40 years of MEDICA
No one imagined what we would become
When we organised the first Diagnostic Week in Karlsruhe, in 1969, no one could have known that this event would one day turn into the annual highlight in the world of medicine, reflected Dr Wolfgang Albath, laboratory medicine pioneer and one of the founding fathers of MEDICA the world`s largest medical trade show. Initially planned as a moving exhibition, the show has been based in Düsseldorf since 1972, where 4,000 exhibitors and 137,000 visitors from 70 nations attended last year`s event.
Medica swiftly positioned itself as a forum for training, knowledge and technology transfer and as a specialised exhibition that continually developed and reinvented itself in line with medical progress – all of which underpins its sustained success.
Developments in medical technology and imaging have also transformed the show from an event focused exclusive on laboratory diagnostics.
Whilst laboratory analyses were initially carried out manually and in very small series, mechanisation and automation have advanced greatly, following the launch of the AutoAnalyser in 1960. Based on a system of continuous flow analysis this revolutionised lab diagnostics and paved the way for analysers to work through organ-specific parameters in batches.
The ’70s saw very dynamic developments in immunology, manifested in immunofluorescence to detect auto-antibodies and infectious agents. In the same period, computer and IT developments finally enabled large-scale diagnostic tests and examinations that generated huge amounts of data and administration to become manageable. Today’s selective and flexible laboratory systems can carry out up to 3,000 tests from a range of 120 parameters in 400 primary samples per hour.
New molecular biological technologies in the ’90s resulted in groundbreaking developments and opened new diagnostic opportunities at a picomolar level for virology, microbiology, transfusion medicine, serology, immunology, haematology and medical chemistry. The selective multiplication technology of nucleic acids sequences (PCR) used for this purpose resulted in the development of biochip-technology, now an intrinsic part of clinical-chemical diagnoses and therapy control.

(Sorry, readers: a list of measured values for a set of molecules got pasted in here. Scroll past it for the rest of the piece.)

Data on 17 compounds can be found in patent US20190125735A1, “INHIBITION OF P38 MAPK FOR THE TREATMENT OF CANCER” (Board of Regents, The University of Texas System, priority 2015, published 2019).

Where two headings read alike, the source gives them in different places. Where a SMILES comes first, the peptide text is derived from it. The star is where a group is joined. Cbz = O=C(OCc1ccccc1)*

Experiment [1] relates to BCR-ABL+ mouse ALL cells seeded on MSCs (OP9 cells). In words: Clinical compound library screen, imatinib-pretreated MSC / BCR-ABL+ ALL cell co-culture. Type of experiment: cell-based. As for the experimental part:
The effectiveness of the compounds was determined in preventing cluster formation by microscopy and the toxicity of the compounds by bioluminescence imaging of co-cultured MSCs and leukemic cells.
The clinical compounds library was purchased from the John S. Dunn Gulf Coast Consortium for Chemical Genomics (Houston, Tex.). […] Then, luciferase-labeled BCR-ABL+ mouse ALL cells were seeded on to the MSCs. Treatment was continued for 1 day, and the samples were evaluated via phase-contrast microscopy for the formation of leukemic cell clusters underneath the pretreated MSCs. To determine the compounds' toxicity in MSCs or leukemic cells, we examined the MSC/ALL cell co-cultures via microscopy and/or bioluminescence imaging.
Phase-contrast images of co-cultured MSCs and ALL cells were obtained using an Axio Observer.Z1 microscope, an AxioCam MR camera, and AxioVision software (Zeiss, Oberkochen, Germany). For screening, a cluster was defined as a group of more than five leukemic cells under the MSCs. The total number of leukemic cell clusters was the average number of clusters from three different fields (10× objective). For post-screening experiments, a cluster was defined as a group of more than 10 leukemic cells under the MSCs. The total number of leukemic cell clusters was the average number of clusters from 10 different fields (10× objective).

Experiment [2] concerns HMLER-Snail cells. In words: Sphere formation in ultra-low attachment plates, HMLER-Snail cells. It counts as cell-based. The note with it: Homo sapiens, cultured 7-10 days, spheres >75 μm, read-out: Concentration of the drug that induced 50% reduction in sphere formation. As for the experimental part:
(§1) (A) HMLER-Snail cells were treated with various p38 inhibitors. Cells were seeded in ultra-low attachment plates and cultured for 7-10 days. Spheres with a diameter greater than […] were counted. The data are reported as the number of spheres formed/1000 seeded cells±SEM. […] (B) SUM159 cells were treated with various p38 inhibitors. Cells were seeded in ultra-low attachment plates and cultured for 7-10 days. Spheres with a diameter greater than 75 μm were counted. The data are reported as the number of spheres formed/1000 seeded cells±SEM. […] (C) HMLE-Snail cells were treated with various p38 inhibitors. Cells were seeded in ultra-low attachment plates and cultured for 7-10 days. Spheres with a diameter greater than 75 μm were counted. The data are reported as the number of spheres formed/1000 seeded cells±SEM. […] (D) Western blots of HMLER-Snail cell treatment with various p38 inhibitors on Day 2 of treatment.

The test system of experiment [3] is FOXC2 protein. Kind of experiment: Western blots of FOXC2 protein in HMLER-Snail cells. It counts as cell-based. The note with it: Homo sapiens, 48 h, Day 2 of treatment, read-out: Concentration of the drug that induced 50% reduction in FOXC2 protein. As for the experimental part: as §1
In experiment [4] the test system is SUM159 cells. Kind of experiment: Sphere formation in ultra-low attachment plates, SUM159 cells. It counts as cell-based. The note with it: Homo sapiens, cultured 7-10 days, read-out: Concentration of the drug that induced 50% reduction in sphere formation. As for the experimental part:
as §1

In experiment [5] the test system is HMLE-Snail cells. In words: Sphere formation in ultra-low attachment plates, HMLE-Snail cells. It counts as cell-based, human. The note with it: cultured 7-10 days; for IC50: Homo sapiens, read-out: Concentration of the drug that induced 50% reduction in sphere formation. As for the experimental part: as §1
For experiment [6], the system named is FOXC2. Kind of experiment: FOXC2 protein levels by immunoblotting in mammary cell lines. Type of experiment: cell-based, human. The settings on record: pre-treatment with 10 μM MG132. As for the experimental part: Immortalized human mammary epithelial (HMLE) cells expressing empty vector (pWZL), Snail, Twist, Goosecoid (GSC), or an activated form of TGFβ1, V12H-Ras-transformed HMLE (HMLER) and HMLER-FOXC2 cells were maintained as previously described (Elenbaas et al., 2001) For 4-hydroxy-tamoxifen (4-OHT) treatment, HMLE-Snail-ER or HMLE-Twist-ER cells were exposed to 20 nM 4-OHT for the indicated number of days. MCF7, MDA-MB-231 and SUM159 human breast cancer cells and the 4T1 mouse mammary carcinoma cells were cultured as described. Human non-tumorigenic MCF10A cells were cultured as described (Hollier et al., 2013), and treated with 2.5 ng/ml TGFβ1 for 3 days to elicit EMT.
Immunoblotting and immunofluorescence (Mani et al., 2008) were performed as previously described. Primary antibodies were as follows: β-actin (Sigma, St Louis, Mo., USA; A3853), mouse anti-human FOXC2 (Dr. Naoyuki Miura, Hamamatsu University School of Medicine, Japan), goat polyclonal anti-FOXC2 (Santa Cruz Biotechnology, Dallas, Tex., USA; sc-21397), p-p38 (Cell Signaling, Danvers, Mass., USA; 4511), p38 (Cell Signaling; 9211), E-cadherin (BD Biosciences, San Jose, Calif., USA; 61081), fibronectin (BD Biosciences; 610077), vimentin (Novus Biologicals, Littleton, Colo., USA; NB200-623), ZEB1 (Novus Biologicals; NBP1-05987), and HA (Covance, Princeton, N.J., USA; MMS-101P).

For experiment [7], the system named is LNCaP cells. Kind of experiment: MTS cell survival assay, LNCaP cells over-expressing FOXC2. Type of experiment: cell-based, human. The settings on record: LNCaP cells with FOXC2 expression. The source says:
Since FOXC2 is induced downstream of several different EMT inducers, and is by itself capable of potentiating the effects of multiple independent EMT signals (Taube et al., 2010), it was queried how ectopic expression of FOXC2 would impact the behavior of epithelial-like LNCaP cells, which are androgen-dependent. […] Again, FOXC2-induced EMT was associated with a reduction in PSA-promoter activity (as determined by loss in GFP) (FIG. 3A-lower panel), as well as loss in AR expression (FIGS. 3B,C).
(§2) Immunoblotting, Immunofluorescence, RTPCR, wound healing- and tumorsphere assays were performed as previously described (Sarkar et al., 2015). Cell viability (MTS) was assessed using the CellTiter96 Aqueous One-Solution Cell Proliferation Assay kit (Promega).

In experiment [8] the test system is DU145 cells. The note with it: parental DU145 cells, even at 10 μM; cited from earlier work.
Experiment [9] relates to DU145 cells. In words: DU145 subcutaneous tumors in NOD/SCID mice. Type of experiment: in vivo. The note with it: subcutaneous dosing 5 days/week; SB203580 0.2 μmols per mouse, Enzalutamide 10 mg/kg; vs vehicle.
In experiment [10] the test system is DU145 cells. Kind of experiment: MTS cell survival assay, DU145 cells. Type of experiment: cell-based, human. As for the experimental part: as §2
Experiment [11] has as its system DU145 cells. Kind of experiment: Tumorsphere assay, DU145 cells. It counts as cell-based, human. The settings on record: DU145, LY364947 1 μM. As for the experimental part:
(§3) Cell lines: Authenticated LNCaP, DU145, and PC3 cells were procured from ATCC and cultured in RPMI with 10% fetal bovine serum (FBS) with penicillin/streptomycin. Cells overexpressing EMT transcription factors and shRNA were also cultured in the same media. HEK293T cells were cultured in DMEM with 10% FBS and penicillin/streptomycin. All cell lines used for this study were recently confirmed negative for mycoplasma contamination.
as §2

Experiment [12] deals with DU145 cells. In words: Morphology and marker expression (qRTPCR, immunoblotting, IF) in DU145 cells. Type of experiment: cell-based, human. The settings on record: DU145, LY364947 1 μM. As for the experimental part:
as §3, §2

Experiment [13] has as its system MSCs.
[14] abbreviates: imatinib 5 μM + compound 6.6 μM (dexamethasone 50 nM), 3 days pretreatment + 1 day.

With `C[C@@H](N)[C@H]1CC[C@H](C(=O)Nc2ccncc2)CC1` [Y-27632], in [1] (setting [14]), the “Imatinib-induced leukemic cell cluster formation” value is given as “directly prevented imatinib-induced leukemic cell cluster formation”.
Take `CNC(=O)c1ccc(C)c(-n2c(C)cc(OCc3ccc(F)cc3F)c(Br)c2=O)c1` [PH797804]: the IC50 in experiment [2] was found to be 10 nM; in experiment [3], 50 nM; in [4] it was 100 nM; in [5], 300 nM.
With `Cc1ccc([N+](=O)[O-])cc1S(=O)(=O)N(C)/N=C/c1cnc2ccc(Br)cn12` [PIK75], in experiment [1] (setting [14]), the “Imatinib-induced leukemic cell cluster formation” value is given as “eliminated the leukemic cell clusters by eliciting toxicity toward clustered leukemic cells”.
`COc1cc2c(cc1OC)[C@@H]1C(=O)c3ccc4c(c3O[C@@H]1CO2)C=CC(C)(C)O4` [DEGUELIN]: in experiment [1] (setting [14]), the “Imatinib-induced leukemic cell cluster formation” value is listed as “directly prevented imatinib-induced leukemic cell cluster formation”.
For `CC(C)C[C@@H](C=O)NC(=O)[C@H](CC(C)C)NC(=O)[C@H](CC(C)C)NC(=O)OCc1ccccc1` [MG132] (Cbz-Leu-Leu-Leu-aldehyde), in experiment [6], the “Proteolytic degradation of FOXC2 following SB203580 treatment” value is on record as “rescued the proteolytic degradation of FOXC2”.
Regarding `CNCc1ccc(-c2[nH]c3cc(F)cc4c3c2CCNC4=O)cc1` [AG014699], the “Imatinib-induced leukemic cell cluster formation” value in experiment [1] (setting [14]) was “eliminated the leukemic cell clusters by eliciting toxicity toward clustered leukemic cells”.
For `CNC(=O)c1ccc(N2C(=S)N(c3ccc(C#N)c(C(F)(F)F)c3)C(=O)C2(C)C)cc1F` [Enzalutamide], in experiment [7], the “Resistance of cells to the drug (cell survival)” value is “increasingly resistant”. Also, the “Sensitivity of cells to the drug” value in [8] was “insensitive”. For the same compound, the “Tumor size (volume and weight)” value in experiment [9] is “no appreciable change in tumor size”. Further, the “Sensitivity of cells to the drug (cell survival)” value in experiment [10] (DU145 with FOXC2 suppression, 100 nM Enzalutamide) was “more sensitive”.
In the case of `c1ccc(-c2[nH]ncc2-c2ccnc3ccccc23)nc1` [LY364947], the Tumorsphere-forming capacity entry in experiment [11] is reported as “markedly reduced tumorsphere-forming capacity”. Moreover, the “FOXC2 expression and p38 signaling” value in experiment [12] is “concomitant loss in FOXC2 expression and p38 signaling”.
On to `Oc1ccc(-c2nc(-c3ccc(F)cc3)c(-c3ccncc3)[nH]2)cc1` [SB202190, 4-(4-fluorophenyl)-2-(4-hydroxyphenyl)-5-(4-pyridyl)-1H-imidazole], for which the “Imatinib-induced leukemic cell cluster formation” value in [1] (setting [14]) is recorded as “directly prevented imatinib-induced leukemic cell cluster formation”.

One touching Medica memory is of doctors standing amazed in a small room filled with huge computers, when the Medica Media Street was launched in 1987. They never imagined how their own lives would be transformed. Although IT systems only arrived in hospitals in the late ’80s, today clinical and administrative processes are managed via a hospital information system (HIS), for which the clinical workstation is continuously evolving.
Radiology was ripe for innovations. In the mid-80s the first digital image archives (PACS), radiology information systems (RIS) and laboratory information systems arrived – but revealed the interface problem. All systems had to be able to exchange patients’ and administrative data. A University Hospital Palo Alto meeting in ’87 initiated the development of the first version of HL7 (health level), an instruction for the data exchange of applications with the HIS. The standard established itself in almost all hospital applications.
Thanks to faster processor developments in the mid-90s, 3-D reconstruction of CT and MRI images became possible. In ’94 a 3-D reconstruction with ultrasound scanners took almost 15 minutes. Today parents can view their unborn babies’ movements in real time.
Networking technology also drove the distribution of IT systems. Its roots lie in the host terminal relationship. A powerful central host serves the individual terminals, which represent pure input or output machines respectively. The client server architecture only became established through Windows: Applications are installed on clients with high storage and computing capacity, the server connects these with one another and facilitates the exchange of data.
Imaging procedures have rocketed ahead over the last 40 years. Soon after the X-ray image enhancer was developed in the ’50s, nuclear medicine was born. In the ’60s came ultrasound diagnostics and the invention of the flexible endoscope; in ’70s came the computed tomography (CT) scanner and, in the ’80s, magnetic resonance imaging (MRI). A decade later positron emissions computed tomography (PET) entered nuclear medicine.